Living with Hyperhidrosis: Sarah’s Story

Not long ago, you could always find Sarah in long-sleeved shirts, even in the middle of the summer.

Sarah tends to get cold easily, but she had another reason for the long sleeves: she needed something to continually wipe the excess sweat from her hands.

“My sweat was probably two to three times the average person when they’re nervous,” Sarah says.

Sarah struggled doing normal activities. “It became really hard to manage when I got to middle school. I had to do more writing and I had more interaction with other kids.” Her school papers would get wet, and later when she was learning how to drive, the steering wheel would get wet from her hands.

sarah-hyperhidrosis-success
Children and teens with hyperhidrosis have excessive sweating regardless of the environmental temperature and emotional factors. a surgical treatment called endoscopic thoracic sympathectomy, or ETS surgery can help.

Sarah’s mom, Christine, remembers the problem when Sarah was just six years old when the family lived in Japan. “We were in downtown Tokyo and it was really crowded with people, and I went to hold her hand so I could keep track of her,” Christine says. “Sarah said to me, ‘It’s okay, you don’t have to hold my hand.’ She didn’t want me to hold her hand because of the sweat.”

It wasn’t until Sarah was 14, after visiting doctors across three different continents where the family lived, that they relocated to Orange County and finally received a diagnosis: hyperhidrosis. Children and teens with hyperhidrosis have excessive sweating regardless of the environmental temperature and emotional factors. They may have sweating in the hands (called palmar hyperhidrosis) as well as the feet, under the arms and the small of the back.

“If you can imagine your hands always being wet like you just stepped out of the shower, where you hold your hand up and the sweat drips off, that gives you an indication of how significant palmar hyperhidrosis can be,” according to Dr. Troy Reyna, CHOC Children’s pediatric general and thoracic surgeon.

Sarah was referred to a pediatric dermatologist and tried prescription medication, topical ointments and electrolysis (iontopherisis). After these treatments failed to help, the family came to Dr. Reyna, who specializes in a surgical treatment called endoscopic thoracic sympathectomy, or ETS surgery.

sarah-hyperhidrosis-excessive-sweating-ETS-surgery
For children and teens who suffer from hyperhidrosis, also known as excessive sweating, a surgical treatment called endoscopic thoracic sympathectomy, or ETS surgery can help.

“Dr. Reyna was very informative and understanding,” says Sarah’s dad, Rob. “We had an open consultation discussing options and alternatives and we were not asked to make a decision at that point. In fact, Dr. Reyna encouraged Sarah to do her own research and come to her own decision. We left it to Sarah, and after a couple weeks, she came to us and told us she wanted to have the surgery.”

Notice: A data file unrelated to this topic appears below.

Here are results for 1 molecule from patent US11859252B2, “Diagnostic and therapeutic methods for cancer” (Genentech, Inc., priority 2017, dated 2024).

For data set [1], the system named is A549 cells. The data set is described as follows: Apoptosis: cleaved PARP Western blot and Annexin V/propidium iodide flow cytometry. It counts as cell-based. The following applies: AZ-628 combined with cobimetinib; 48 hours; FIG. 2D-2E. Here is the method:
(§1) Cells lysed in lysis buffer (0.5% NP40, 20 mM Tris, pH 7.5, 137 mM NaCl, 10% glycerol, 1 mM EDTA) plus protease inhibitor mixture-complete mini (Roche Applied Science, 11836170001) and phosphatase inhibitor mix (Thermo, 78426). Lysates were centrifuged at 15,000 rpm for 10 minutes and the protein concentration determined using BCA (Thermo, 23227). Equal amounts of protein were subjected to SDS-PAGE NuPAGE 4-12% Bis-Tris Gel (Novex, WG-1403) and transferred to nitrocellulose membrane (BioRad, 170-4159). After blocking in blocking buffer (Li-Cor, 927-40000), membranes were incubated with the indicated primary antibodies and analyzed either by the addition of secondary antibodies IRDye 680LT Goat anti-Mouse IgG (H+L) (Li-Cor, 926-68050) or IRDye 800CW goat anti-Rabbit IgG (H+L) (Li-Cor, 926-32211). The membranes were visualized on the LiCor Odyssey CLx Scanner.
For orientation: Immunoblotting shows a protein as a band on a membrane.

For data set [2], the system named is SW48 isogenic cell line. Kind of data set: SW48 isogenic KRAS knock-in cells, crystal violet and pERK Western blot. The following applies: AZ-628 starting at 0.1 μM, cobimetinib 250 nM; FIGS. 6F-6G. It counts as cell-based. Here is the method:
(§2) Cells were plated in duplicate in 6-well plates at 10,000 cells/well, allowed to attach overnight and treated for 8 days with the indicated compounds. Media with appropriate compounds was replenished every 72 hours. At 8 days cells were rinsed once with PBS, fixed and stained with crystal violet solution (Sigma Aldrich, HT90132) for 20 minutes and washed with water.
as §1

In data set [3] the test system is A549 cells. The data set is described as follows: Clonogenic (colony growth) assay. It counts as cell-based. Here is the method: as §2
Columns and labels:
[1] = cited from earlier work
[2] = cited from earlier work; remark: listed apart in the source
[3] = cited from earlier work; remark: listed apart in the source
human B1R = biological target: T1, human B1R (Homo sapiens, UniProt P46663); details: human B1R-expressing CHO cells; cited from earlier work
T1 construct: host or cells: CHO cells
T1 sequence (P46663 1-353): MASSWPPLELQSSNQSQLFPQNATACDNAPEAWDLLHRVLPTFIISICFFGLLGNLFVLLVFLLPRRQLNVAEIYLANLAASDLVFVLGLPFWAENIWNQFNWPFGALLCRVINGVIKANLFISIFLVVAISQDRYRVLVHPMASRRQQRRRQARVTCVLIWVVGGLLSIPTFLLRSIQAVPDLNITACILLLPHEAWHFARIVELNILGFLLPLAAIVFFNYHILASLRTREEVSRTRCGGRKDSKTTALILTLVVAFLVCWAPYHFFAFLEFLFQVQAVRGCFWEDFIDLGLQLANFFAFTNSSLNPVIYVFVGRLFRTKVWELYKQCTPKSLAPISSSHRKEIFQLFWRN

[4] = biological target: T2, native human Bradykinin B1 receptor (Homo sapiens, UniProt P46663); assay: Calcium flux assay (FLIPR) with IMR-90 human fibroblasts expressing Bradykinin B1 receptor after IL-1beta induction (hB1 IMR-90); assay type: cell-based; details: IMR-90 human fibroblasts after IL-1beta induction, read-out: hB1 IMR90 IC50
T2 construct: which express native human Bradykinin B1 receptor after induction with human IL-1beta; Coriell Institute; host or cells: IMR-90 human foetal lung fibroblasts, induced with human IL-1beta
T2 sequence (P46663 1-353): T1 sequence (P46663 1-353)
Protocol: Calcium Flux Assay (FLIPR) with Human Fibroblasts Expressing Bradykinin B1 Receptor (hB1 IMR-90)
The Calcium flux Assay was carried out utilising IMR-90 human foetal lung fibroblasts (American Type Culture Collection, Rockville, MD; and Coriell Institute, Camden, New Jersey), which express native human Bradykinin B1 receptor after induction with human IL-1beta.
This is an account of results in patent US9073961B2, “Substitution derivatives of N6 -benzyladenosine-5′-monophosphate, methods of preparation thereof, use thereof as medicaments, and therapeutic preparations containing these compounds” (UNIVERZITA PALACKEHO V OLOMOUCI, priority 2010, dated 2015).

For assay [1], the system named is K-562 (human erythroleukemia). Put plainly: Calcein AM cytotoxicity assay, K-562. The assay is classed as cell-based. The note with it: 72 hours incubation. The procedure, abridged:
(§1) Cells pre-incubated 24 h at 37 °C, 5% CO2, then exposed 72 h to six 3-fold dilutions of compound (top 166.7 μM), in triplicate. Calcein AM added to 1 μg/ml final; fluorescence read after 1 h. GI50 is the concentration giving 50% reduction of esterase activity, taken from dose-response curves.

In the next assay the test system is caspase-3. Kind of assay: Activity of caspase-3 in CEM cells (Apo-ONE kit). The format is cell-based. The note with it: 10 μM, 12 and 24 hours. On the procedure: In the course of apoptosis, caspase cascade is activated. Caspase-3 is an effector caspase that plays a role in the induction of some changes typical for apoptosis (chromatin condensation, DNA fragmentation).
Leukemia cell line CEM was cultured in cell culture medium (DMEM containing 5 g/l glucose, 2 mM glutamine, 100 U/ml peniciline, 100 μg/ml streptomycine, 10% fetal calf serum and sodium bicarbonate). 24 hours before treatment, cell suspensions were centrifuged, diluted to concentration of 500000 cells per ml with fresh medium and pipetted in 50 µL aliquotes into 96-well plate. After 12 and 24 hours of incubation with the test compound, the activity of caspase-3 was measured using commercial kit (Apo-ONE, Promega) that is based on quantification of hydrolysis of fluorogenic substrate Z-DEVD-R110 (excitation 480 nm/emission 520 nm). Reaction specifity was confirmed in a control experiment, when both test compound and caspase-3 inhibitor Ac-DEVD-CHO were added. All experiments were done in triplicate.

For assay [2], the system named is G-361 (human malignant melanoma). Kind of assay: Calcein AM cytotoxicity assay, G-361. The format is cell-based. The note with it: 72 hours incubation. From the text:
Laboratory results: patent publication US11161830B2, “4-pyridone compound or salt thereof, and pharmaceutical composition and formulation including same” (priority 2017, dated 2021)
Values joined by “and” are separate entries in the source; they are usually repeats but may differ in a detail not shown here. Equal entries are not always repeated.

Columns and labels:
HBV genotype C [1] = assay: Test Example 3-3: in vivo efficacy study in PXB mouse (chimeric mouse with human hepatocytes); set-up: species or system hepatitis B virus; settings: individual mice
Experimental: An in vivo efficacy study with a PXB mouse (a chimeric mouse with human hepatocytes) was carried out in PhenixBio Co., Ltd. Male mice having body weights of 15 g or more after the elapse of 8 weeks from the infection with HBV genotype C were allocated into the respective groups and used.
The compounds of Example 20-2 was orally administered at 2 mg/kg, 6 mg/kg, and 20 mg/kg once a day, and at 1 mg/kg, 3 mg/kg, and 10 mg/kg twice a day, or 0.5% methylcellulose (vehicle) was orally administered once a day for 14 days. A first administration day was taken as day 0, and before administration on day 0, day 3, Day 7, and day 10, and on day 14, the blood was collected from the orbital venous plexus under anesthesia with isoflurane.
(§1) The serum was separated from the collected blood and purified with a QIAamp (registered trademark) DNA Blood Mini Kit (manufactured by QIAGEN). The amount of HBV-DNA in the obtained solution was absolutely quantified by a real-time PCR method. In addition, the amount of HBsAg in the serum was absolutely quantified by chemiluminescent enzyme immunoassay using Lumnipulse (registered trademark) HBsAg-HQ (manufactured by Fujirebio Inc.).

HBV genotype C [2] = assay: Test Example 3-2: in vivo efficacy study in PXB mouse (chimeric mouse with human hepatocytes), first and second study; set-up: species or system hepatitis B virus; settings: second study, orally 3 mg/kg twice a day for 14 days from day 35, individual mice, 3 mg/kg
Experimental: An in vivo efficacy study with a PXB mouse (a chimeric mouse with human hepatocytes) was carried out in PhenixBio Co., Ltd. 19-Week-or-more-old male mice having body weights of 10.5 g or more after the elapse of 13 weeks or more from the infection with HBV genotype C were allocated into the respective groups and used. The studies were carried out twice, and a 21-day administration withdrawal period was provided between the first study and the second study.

ETS surgery involves making two small incisions on either side of the chest and cutting the specific nerve pathways that lead to the sweat glands in the hands. This minimally invasive procedure is often done on an outpatient basis.

“When I got home from surgery, I noticed that my hands had stopped sweating completely, and I was so excited,” Sarah says.

Sarah still has excess sweating in other areas like her feet and lower back. The condition does interfere with some aspects of her life, but it is more manageable now that her hands are dry.

“If someone else with this condition is thinking about the surgery, I would definitely tell them to look into it,” Sarah says. “You’re not able to do things a regular person can do, and that’s not really fair.”

This summer, Sarah is looking forward to traveling to Germany to visit her grandparents, attending her friend’s sweet 16 birthday party in New York City—and enjoying the warm weather in a short-sleeved T-shirt.

Learn more about palmar hyperhidrosis and ETS surgery

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The Importance of a Pediatric Surgeon

Children are not just “little adults” and when possible, should be treated by a physician who is specially trained in pediatrics. Their physiology is different, and since they’re still developing, their organs are not always in exactly the same location. In this episode of CHOC Radio, Dr. David Gibbs, a pediatric surgeon and the director of trauma services at CHOC, discusses:

Hear more from Dr. Gibbs in this podcast:

CHOC Radio theme music by Pat Jacobs.

Related posts:

  • Living with Hyperhidrosis: Sarah’s Story